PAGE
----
By Dr David Saltiel, Lecturer in Social Work
It’s not often that social work research hits the headlines but the Nuffield-funded work of Professor Karen Broadhurst and her colleagues at Manchester and Brunel Universities on women who have experienced more than one removal of a child in care proceedings has caused quite a stir with the BBC (http://www.bbc.co.uk/news/uk-35088794) and the Guardian (http://www.theguardian.com/commentisfree/2015/dec/18/more-babies-taken-into-care-todays-cultural-climate).
The figures Professor Broadhurst has found are truly shocking. Between 2007-2013 about 23,000 babies and children were removed from 7,000 women. In a recent paper in the British Journal of Social Work (http://bjsw.oxfordjournals.org/content/early/2015/12/14/bjsw.bcv130.full) Professor Broadhurst and her colleagues estimate that 24% of women who appear in care proceedings will return in care hearings on subsequent children. For women aged 16-19 the return rate is almost 1 in 3. In some parts of the country between 67%-79% of looked after children in the care system have a maternal sibling in care too. The numbers of babies subject to care proceedings where a sibling has already been removed rose from 802 in 2008 to 2,018 in 2013. Yet, as Broadhurst says, these “maternal outcasts” have until now been a hidden population despite anecdotal evidence from judges who talk of removing, in the most extreme cases, the 14th or 15th baby from the same mother.
Deborah Orr in the Guardian argues that these figures reflect a rise in care proceedings as the climate of social work practice has changed since the “Baby P” case. More widely, she suggests, it reflects a cultural climate of earlier intervention to remove children for adoption and the disappearance of many support services as cuts bite deep into local authority funds. Orr asks what kind of society can countenance such awful waste and misery in the lives of children and adults?
One response has been the opening of several Pause projects, based on the original project in London (http://www.pause.org.uk/), funded by a grant from the DfE. Women are offered a mix of services which include intensive therapy, grief counselling and practical help with housing, budgeting, literacy and healthy lifestyles. They agree to use long-acting reversible contraception (LARC) to give them the “space” to change their lives.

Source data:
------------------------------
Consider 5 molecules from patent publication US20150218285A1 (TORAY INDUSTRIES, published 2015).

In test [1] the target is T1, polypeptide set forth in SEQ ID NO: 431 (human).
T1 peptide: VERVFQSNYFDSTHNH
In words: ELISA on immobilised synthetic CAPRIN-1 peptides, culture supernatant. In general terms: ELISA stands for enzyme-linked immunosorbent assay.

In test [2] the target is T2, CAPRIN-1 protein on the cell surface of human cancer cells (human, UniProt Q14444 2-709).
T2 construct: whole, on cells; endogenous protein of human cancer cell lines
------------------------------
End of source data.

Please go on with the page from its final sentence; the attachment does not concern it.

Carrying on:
Those of us involved in social care need to ask ourselves some hard questions. What prevents us from working with these women to help them turn their lives around? What changes need to be made in the ways we work and the systems we work within? How do we square protecting children with improving the physical and mental health of these vulnerable women? The answers are unlikely to be easy. Studies of Serious Case Reviews written following child deaths such as Baby P have identified a “toxic trio” of factors in these families of drug and alcohol abuse, domestic violence and parental mental ill-health. In many of the families two or more of these factors co-existed making interventions particularly complex. What works for one factor may not work for another.
Leeds City Council is committed to a policy of “restorative practices” which means working with families and communities to support them in developing their own resources to protect the health and wellbeing of children and adults. The use of Family Group Conferences and Family Drug and Alcohol Courts are central to this way of working: problem-solving approaches that try to keep families together if possible. Staff and postgraduate students in the Social Work and Counselling & Psychotherapy teams at Leeds University’s School of Healthcare are designing an evaluation of a project which works with a group of women subject to repeat removals in Leeds. The project is run by two social care agencies with very different ways of working and this combination may be what is needed in working with women with many difficult issues and unhealthy, even dangerous, lives.